Just last week we posted about an internal NSA document from 1991 which predicted the massive 2013 data breach by Edward Snowden. The document stated that: “A relatively small number of system administrators are able to read, copy, move, alter, and destroy almost every piece of classified information handled by a given agency or organization.”
There’s been yet another example of how accurate this statement is, from this weekend. Credit-card data for over 20 million customers in South Korea has apparently been leaked by a consultant working for the Korea Credit Bureau (full story here: http://www.scmp.com/news/asia/article/1409314/20-million-south-korean-bank-card-users-fall-victim-personal-data-leak).
The consultant has been arrested and charged with obtaining the data, which includes customers’ names, social security numbers, phone numbers, credit card numbers and expiration dates, while working for the Korea Credit Bureau, and selling the data to phone marketing companies. The breach is believed to affect approaching half of the country’s population.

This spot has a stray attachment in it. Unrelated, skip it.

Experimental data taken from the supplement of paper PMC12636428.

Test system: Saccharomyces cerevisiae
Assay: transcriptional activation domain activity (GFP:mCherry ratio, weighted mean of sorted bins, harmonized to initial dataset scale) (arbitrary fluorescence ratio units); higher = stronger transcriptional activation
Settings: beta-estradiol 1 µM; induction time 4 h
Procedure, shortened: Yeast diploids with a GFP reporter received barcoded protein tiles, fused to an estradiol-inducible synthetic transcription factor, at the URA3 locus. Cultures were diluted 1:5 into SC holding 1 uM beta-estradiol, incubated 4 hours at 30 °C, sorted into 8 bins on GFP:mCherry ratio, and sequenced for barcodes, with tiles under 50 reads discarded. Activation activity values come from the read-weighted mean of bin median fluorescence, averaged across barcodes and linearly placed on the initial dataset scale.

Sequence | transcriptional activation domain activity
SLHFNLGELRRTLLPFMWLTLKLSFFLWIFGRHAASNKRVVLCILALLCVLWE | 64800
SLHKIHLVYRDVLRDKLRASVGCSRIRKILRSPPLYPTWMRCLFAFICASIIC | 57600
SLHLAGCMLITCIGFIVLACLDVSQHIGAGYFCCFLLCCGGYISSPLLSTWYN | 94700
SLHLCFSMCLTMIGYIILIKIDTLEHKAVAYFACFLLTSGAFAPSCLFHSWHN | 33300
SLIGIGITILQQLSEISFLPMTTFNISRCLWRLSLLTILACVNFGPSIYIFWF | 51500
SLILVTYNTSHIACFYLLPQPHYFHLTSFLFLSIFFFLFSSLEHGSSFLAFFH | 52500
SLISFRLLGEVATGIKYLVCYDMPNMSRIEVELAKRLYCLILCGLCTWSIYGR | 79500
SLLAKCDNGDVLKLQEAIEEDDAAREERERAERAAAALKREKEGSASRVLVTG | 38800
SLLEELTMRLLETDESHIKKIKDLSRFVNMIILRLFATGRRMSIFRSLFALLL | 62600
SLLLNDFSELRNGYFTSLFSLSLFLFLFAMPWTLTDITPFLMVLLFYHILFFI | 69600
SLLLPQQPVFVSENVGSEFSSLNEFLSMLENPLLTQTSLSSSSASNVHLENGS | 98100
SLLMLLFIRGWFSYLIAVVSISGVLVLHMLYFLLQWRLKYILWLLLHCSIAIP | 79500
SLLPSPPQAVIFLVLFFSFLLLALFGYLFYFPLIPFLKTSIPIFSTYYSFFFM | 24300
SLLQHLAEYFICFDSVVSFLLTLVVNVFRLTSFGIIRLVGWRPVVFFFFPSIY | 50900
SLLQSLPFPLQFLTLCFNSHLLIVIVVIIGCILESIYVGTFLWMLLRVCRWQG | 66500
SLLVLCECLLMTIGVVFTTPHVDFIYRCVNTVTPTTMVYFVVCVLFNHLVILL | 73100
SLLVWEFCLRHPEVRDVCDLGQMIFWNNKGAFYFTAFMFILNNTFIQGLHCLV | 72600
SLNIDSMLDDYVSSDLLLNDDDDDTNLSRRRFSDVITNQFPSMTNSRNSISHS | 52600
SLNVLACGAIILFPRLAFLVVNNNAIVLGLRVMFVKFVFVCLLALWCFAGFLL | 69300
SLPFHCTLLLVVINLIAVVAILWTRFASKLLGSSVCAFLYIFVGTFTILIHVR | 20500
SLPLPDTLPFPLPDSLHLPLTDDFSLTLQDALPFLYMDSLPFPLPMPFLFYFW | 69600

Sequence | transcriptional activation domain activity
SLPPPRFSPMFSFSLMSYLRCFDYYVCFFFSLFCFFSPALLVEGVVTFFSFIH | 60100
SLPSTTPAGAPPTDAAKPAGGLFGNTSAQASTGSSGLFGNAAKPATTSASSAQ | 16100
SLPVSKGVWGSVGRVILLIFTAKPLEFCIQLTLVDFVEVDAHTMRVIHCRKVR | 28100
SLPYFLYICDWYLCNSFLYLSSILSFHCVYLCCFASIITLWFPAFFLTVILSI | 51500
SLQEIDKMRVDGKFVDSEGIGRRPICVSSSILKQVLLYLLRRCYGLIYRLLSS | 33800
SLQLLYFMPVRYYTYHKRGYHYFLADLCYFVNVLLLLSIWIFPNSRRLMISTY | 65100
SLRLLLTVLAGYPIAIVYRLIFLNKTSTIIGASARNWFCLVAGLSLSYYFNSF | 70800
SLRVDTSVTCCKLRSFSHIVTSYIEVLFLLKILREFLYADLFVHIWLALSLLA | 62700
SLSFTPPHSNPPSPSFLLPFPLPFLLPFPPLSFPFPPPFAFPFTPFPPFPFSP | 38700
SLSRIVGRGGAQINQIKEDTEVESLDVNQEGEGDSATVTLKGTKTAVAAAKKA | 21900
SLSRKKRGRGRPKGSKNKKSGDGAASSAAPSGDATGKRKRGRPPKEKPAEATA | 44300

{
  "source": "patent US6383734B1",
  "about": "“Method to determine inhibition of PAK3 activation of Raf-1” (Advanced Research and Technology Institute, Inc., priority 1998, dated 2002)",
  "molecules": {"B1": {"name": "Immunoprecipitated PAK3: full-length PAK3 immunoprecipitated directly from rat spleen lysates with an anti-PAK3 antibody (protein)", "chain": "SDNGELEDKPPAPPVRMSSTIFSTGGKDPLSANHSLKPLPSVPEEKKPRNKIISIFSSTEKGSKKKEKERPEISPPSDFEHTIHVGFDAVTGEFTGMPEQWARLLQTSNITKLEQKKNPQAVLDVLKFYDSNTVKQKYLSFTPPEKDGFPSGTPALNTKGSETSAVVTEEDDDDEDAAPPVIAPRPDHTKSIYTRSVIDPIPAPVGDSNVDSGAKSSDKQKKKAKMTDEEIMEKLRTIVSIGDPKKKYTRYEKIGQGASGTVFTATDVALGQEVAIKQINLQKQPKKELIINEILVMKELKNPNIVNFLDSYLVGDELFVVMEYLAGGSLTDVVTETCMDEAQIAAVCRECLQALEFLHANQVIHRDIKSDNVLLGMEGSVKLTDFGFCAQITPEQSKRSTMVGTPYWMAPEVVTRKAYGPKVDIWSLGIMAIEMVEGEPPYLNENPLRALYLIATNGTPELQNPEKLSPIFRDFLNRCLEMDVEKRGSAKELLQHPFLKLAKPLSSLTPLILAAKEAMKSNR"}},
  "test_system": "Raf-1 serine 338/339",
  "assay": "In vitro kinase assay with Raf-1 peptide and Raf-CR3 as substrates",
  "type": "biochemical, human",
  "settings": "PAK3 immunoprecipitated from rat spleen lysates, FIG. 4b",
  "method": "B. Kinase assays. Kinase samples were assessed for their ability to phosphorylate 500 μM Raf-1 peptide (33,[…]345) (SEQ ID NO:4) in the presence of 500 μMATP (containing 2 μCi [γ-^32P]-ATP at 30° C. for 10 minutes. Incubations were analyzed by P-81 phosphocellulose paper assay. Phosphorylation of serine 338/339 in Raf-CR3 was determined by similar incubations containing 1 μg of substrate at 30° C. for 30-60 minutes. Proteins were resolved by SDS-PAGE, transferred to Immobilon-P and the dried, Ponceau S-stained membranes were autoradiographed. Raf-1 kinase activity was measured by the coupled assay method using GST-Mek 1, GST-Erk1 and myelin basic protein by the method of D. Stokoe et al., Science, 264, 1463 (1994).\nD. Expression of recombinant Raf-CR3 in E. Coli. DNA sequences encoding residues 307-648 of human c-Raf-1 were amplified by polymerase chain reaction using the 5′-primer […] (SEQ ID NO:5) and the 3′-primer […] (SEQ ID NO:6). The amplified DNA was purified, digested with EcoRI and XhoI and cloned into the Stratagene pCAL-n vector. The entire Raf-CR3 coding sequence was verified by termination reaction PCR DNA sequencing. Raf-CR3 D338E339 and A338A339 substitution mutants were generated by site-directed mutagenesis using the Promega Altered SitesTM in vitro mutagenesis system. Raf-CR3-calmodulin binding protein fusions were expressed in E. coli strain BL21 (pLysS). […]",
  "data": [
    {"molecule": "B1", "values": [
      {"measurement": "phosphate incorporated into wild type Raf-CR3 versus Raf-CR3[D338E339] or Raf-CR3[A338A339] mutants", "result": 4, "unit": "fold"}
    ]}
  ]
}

The country’s Financial Supervisory Service said that “credit card firms will cover any financial losses caused to their customers due to the latest accident.” But even before any fine is levied for the loss of the records, the costs of this breach could be astronomical. A 2013 Ponemon survey put the average international cost of a data breach at $136 per compromised record, in a range from $42 per record in India, to $191 in Germany. These costs include expenses such engaging forensic experts, in-house investigations and providing free credit monitoring subscriptions and discounts for future products and services.
Even if the costs in South Korea are at the low end of that range, that puts the overall bill at a billion dollars. As Benjamin Franklin famously said, an ounce of prevention is worth a pound of cure.